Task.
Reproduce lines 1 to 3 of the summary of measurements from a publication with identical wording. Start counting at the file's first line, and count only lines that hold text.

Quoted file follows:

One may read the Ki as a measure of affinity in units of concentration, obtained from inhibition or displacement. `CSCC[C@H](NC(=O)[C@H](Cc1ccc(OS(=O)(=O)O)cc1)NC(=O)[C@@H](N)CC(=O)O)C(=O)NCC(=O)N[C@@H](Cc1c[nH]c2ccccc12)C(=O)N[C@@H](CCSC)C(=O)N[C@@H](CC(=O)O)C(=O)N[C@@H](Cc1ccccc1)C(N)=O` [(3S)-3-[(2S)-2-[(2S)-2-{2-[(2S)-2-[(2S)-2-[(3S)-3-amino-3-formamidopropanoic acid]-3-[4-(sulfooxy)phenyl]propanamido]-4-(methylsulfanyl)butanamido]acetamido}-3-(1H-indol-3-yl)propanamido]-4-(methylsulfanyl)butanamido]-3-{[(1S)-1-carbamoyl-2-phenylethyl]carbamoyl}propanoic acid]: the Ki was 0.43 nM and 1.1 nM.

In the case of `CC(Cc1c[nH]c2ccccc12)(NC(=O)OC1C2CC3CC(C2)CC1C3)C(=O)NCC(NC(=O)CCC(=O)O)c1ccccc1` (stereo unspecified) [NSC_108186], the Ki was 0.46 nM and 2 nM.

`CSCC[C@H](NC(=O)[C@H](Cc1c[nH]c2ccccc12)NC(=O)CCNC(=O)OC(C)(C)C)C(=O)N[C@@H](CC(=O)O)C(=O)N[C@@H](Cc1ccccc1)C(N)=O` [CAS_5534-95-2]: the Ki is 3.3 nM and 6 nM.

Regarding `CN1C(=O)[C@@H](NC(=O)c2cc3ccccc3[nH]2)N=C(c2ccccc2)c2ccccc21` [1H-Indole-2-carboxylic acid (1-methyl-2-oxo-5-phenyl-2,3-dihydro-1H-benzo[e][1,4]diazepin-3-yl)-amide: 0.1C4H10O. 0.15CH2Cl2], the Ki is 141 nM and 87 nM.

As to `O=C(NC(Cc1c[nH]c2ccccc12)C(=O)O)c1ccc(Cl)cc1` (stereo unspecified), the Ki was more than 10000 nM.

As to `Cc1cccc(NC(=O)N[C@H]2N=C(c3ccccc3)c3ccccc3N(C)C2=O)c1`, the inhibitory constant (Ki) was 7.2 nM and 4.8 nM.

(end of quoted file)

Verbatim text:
One may read the Ki as a measure of affinity in units of concentration, obtained from inhibition or displacement. `CSCC[C@H](NC(=O)[C@H](Cc1ccc(OS(=O)(=O)O)cc1)NC(=O)[C@@H](N)CC(=O)O)C(=O)NCC(=O)N[C@@H](Cc1c[nH]c2ccccc12)C(=O)N[C@@H](CCSC)C(=O)N[C@@H](CC(=O)O)C(=O)N[C@@H](Cc1ccccc1)C(N)=O` [(3S)-3-[(2S)-2-[(2S)-2-{2-[(2S)-2-[(2S)-2-[(3S)-3-amino-3-formamidopropanoic acid]-3-[4-(sulfooxy)phenyl]propanamido]-4-(methylsulfanyl)butanamido]acetamido}-3-(1H-indol-3-yl)propanamido]-4-(methylsulfanyl)butanamido]-3-{[(1S)-1-carbamoyl-2-phenylethyl]carbamoyl}propanoic acid]: the Ki was 0.43 nM and 1.1 nM.

In the case of `CC(Cc1c[nH]c2ccccc12)(NC(=O)OC1C2CC3CC(C2)CC1C3)C(=O)NCC(NC(=O)CCC(=O)O)c1ccccc1` (stereo unspecified) [NSC_108186], the Ki was 0.46 nM and 2 nM.

`CSCC[C@H](NC(=O)[C@H](Cc1c[nH]c2ccccc12)NC(=O)CCNC(=O)OC(C)(C)C)C(=O)N[C@@H](CC(=O)O)C(=O)N[C@@H](Cc1ccccc1)C(N)=O` [CAS_5534-95-2]: the Ki is 3.3 nM and 6 nM.